The announcement, made in a webinar with the line's executives, is good news for luxury cruisers seeking sun in the colder months. Several luxury lines, such as Seabourn Cruise Line and Crystal Cruises, have canceled cruises though the end of 2020.
As previewed two weeks ago, the cruises will run round-trip from Barbados and visit St. Vincent and several islands in the Grenadines such as Union Island and Bequia, as well as Grenada. A day of snorkeling will take place in Tobago Cays, and the line's signature Champagne splash will be held in Mayreau.
The first voyage will begin November 7 in Bridgetown, and subsequent cruises will be either seven or eight days long. The last cruise will take place in April, so the ship can reposition and do its previously scheduled sailings in Europe and the Mediterranean.
Voyages are only being planned on SeaDream I, although the line will add SeaDream II if the demand is there, SeaDream president Bob Lepisto said. Both ships carry 100 passengers, and both are coming off successful summer seasons in Norway. SeaDream was the first luxury line to return to cruising after the COVID-19 pandemic shut down sailing worldwide in mid-March.
Cruisers who want to do a transatlantic can book the ship on a 21-day voyage sailing October 15 from Oslo to Bridgetown. Stops on that trip include Skagen, Denmark, and Southampton, U.K., where Europeans will be allowed to board, Lepisto said. The ship will stop in Funchal, Portugal, before arriving to the Caribbean.
To sail in the Caribbean, SeaDream has enhanced the health and safety protocols that it developed for its summer season in Norway.
For one, COVID-19 tests will be required to board. Passengers coming from the United States will have to take several tests to cruise, said Emilio Freeman, VP Destinations -- one at home at least 72 hours before arriving in Barbados and possibly a second one at the airport.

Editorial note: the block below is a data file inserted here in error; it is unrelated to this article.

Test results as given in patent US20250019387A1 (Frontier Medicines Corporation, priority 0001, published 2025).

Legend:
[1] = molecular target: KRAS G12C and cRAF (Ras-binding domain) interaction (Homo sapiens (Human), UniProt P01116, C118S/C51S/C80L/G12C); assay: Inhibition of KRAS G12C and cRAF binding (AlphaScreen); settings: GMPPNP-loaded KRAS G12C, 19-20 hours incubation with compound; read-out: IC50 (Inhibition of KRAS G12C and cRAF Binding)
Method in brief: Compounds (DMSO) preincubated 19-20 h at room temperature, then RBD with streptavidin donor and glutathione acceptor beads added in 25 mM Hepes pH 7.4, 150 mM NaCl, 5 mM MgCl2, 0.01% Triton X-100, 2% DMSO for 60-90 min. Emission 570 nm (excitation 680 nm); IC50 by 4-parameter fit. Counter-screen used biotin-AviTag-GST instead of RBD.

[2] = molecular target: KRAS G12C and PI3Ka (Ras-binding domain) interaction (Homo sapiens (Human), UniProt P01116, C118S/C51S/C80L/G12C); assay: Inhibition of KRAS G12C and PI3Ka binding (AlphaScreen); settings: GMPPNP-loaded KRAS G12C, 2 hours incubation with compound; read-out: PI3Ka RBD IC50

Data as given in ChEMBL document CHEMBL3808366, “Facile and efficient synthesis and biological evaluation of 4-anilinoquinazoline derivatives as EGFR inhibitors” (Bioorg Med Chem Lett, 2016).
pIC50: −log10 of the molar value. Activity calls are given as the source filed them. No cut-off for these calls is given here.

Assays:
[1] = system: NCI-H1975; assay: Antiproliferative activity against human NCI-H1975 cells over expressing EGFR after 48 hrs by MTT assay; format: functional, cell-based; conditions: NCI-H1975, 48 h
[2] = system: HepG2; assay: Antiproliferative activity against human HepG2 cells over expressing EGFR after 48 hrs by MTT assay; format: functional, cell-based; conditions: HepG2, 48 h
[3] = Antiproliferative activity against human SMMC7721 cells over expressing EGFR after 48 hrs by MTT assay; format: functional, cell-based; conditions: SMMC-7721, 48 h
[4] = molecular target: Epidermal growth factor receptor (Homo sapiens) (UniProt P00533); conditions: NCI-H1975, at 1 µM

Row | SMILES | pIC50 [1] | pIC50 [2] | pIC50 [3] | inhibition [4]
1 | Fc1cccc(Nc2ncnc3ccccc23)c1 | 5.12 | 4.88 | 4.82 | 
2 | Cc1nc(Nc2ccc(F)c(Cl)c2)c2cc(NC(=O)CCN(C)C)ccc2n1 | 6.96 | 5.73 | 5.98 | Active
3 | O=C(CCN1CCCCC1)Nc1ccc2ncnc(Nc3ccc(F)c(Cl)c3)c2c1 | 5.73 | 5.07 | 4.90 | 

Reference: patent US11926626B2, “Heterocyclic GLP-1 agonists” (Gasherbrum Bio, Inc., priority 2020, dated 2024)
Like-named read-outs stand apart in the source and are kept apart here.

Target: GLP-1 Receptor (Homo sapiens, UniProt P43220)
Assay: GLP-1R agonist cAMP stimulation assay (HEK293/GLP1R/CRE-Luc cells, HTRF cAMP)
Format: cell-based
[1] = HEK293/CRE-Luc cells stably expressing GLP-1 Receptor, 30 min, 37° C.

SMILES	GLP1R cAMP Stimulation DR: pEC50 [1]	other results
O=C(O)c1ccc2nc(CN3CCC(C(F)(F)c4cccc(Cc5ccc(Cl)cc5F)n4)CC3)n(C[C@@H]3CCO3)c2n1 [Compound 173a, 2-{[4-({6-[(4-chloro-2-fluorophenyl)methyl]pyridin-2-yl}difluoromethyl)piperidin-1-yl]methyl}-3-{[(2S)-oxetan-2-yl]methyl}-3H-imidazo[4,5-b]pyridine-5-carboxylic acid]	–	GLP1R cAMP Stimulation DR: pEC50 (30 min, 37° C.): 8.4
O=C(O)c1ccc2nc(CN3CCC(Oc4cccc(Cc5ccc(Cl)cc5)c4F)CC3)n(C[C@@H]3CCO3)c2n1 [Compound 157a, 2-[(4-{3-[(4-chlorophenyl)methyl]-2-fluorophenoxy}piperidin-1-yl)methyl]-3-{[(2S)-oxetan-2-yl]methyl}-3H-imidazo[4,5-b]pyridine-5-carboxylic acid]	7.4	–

The line has purchased an Abbott ID Now rapid testing machine that gives COVID-19 results in 15 minutes, said Sudesh Kishore, senior vice president of hotel operations. This machine will be at the dock and all passengers will be tested again before embarkation. Embarkation itself will be staggered between noon and 6 p.m. so there are no crowds.
In addition, the line has added thermal scanners that record temperatures, which will be kept in a daily log. Passengers will look into the scanner when they re-embark the ship after being onshore, he said.
The line has also bought another new machine, a hospital-grade Altapure AP-4 disinfectant fogger that the crew will use to clean the ship before people board, Kishore said. Ultraviolet lights will be used for daily cabin sanitation, and hand sanitizers will be placed around the ship. Special mats that sanitize shoes are another new addition.
While the ship will be asking people to practice social distancing, masks will not be required, Kishore said. "We do not want people to wear masks onboard," he said. "That's why we want people to be tested prior to embarkation."